Tuesday, January 7, 2014

Clicker Conformation Training

Jedi's gorgeous father, Champion Mar Haven's
Last Cowboy Song, perfectly stacked
I'm having trouble training Jedi for the ring. His poor gaiting is all me -- I'm out of shape and uncoordinated. I'm trying to walk more to build endurance. I'm even doing a tiny bit of sprinting during our walks. Seriously, Jedi would look better in the ring if I could move my ass and not trip over my own feet. At least I know what my problem is here.

Stacking is a more difficult issue. Jedi is a German shepherd, which stacks differently than every other dog in the AKC. All other dogs stack with their legs squared underneath them; GSDs have their front feet and one back foot squared, but the other rear leg is elongated, producing the signature slope. I have watched dogs walk into a perfect stack in the ring and it's very impressive. I have seen others set into a beautiful stack with little effort from the handler. And then there's me and Jedi, looking as graceful as a couple manatees playing Twister. I'll set the front and he'll wiggle around while I'm trying to set the back, sometimes even licking my face. Endearing yes, but not the stuff that wins ribbons.

In frustration, I bought another book: Positive Training for Show Dogs by Vicki Ronchette. I wish I had found this a year ago! I'm only halfway through the book but it's already proven to be useful. I think I know what I've doing wrong: First of all, I was trying to do too much too fast and confused the poor boy. Then I tried holding bait in front of his nose. It was great when I was in front of him, but when I would work on the back feet he was wiggling around to find the goodies. Jedi is a food whore.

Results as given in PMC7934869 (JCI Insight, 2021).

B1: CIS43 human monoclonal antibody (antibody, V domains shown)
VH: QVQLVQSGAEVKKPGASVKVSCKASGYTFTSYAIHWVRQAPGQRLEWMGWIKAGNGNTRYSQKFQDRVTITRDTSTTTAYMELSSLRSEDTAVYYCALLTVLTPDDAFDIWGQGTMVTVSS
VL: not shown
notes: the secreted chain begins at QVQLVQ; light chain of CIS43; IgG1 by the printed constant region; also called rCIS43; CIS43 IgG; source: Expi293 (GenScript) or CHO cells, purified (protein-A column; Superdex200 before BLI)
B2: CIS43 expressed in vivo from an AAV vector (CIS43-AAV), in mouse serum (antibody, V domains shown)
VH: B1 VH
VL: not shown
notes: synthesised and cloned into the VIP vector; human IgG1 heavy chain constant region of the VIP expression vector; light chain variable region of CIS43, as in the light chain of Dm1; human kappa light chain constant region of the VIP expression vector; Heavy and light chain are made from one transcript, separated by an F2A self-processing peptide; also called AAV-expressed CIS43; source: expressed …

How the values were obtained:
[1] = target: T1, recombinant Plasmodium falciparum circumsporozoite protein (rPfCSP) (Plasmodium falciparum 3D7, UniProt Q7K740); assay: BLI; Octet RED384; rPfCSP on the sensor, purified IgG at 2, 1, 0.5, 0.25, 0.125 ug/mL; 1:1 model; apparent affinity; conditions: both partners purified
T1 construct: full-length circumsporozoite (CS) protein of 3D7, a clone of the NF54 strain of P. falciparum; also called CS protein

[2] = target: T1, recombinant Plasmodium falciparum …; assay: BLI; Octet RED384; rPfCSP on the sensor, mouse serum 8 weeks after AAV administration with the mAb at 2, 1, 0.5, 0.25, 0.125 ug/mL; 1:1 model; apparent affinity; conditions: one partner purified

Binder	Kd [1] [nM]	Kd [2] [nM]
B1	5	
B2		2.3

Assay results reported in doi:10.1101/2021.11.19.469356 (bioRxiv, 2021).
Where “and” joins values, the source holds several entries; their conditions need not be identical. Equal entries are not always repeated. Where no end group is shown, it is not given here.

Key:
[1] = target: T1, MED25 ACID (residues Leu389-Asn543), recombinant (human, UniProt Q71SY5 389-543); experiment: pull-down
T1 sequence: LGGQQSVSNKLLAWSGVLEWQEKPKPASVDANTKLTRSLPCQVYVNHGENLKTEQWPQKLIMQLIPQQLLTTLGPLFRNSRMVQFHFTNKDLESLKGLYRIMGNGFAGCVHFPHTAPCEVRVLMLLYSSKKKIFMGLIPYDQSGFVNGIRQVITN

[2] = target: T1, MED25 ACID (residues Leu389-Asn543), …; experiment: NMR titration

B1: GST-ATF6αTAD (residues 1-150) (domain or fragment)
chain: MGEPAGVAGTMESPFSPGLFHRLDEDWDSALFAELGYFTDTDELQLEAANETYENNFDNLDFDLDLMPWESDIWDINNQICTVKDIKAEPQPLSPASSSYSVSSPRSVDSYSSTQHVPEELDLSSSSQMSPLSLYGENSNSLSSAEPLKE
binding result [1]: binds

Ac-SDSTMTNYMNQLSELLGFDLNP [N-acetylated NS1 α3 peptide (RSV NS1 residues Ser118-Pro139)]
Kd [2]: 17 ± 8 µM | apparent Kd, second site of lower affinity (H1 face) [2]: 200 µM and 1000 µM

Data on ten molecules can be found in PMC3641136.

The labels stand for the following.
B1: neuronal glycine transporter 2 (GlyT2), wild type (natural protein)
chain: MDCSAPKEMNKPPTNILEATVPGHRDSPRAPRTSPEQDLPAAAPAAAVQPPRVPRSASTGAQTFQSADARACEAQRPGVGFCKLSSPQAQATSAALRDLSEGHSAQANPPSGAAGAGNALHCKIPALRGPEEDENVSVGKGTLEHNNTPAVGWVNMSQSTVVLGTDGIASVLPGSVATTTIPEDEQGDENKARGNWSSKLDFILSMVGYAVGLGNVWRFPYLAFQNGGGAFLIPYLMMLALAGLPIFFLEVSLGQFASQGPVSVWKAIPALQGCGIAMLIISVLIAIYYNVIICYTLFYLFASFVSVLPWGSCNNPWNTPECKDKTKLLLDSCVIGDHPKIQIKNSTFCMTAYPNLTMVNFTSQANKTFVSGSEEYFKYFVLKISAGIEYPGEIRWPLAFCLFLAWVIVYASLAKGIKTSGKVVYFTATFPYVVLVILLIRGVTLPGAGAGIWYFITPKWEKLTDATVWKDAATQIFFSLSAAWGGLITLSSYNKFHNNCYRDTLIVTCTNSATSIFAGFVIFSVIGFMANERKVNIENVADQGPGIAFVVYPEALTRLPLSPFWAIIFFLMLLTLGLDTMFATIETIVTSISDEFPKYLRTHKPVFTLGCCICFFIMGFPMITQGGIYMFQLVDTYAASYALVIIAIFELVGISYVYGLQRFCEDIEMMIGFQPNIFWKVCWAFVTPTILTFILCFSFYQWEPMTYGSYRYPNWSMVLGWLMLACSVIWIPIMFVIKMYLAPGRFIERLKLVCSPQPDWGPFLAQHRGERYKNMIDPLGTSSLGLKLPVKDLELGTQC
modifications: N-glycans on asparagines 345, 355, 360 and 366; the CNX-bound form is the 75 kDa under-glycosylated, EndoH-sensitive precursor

So now I'm trying to fix my mistakes. Unfortunately it means going back to square one. We are using the clicker now. I'm a horrible clicker clicker, so I have Hubby click while I set and so far it's working. Jedi likes the clicker because it means "food's a comin'." (Remember, he's a food whore.) We started out slowly, just clicking for standing still. Now we're working on the front feet. When they are square, he gets a click/treat. Then we'll increase duration before moving to the back feet. Eventually (hopefully soon, but I don't want to rush it) he'll understand the picture I'm looking for. THEN we'll add distractions. Ideally he'll develop muscle memory and be able to walk into the stack with little (if any) need for adjustments. Will it work? I hope so! I'll keep you posted.

In the meantime, Jedi and I have increased our walking in preparation for the Chariots of Fur 5K next month. NEXT MONTH! I'm a bit anxious. Hopefully this will help with our gaiting as well.

I'm thrilled be able to include this post in the inaugural Training Tips Tuesday blog hop because:
  1. I need help! I can't wait to see what other (and more experienced) dog owners have to share; and
  2. I want to help. If my bumbling and fumbling is able to help somebody else -- especially a newbie in the ring like me -- then maybe my mistakes won't seem so bad.
We'll have to revisit this in December and see how far we've come. Until then, check out the other posts in the hop. And please share what you've learned. You know I will! -- K